- It largely eliminates that eddies-in-the-time-space-continuum that is the gap between ceremony and reception. That eddy is particularly painful for out-of-town guests–what do they do for the ensuing one to three hour break?
- If you’re having an outdoor, summer wedding, it reduces the sunstroke factor. This pasty Canadian appreciates that sort of thing.
- If you’re not getting married in a church or other specialized location, you can have the ceremony and reception in one spot. This saves money, and enables everybody to stay put.
- It reduces the duration of the entire enterprise. Let’s be frank, if the wedding starts at 2:00pm, you’re likely to be in formal wear for 10 hours, and spending too much time with your great aunt Gladys. Weddings are fun, but there is too much of a good thing. This is doubly true for those who don’t know a lot of people at the wedding–which is usually the majority of guests.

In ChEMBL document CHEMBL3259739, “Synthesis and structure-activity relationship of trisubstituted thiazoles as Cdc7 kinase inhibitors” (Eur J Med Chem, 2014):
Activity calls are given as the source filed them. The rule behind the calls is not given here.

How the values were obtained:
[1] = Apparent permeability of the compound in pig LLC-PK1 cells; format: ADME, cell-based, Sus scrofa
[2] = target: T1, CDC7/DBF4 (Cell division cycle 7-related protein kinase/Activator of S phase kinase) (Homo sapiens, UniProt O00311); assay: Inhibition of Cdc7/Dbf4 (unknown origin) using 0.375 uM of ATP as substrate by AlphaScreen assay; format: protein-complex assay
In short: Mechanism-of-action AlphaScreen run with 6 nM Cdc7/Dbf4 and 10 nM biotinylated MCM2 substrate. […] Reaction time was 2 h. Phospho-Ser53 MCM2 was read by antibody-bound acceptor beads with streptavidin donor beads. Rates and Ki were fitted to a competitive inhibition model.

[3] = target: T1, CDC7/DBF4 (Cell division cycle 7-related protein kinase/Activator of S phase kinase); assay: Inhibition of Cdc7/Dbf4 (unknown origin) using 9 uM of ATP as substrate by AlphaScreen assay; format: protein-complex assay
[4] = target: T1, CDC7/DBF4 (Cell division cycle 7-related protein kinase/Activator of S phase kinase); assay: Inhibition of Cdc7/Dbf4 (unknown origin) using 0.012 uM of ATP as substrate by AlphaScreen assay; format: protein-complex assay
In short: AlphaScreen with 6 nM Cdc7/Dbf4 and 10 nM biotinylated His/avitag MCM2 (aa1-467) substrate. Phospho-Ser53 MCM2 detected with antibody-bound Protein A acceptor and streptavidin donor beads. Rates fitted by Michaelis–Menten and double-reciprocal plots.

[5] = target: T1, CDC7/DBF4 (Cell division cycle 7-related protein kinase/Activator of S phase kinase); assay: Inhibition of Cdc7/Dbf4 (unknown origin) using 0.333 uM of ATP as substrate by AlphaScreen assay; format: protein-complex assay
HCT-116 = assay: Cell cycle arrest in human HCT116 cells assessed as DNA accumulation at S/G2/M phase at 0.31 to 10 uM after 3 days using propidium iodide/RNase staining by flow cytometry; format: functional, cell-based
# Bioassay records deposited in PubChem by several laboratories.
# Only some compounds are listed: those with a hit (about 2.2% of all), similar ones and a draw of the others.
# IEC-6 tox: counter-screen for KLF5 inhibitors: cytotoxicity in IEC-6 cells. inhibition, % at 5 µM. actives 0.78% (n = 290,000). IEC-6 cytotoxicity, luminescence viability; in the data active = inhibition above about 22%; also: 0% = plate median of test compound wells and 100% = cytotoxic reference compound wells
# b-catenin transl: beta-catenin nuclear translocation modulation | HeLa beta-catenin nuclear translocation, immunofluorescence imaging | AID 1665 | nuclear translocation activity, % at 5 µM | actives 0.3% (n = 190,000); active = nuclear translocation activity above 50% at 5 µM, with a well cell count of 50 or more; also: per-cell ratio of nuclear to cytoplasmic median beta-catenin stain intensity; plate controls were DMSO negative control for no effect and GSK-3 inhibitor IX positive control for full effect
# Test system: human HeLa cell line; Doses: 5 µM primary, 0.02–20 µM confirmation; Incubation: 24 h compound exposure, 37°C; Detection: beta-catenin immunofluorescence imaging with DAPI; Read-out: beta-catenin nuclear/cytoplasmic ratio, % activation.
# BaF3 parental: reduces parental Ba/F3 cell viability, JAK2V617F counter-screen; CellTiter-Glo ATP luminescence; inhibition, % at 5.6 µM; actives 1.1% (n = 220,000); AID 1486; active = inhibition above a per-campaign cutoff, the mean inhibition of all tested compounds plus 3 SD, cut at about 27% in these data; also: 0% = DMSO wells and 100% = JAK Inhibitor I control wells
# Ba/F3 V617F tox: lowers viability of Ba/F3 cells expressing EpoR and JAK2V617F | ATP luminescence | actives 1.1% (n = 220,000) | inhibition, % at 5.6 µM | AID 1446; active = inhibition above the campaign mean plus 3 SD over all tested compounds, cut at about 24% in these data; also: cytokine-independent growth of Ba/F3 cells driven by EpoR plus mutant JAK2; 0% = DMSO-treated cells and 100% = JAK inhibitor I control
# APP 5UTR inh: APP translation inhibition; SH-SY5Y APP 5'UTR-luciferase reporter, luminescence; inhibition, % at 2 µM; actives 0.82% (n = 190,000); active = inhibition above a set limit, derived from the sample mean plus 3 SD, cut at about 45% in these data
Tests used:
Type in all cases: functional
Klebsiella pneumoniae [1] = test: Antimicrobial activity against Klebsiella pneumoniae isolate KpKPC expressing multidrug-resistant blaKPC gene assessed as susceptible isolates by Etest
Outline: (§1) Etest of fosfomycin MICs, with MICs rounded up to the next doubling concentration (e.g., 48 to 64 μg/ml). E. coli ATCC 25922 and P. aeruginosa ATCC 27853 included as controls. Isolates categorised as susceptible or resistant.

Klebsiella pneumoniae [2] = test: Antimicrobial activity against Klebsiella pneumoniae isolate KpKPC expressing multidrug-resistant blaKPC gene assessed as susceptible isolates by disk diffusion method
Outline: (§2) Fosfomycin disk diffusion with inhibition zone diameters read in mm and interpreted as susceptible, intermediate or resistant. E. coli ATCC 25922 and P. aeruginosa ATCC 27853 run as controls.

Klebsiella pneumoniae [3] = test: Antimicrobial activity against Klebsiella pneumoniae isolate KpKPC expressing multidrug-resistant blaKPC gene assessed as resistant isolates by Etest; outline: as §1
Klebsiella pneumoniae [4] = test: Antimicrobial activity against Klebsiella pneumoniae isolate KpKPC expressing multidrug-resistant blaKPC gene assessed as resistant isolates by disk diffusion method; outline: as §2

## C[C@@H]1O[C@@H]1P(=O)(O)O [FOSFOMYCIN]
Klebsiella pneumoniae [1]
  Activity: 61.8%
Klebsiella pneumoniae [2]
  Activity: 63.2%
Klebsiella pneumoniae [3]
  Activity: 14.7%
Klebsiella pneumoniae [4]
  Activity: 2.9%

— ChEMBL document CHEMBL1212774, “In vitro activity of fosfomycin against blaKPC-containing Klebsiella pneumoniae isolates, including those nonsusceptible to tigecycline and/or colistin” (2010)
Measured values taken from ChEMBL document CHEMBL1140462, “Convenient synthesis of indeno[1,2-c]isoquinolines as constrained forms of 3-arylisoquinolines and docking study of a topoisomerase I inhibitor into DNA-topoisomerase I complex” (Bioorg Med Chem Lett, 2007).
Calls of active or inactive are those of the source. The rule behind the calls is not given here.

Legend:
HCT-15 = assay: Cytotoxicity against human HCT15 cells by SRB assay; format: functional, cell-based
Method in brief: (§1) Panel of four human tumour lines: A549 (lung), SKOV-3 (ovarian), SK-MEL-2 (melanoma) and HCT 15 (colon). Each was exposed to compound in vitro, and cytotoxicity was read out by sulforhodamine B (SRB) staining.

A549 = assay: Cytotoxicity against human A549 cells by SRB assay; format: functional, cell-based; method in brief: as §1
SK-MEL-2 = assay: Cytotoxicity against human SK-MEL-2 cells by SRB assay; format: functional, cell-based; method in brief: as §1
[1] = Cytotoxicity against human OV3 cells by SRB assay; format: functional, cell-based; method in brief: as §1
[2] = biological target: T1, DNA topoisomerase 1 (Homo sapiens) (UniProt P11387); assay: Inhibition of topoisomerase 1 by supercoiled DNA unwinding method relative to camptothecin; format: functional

Of course, the obvious downside of all this is that you probably have to do your photos before the ceremony. This will upset traditionalists who don’t think the bride and groom should see each other beforehand. We did it that way (heck, our ceremony started at 7:00pm) and haven’t split up yet (er, touch wood).
Ultimately it should be the bride and groom’s decision–that’s who the day is about. I say you should shirk tradition, think of your guests, and start the wedding in the late afternoon.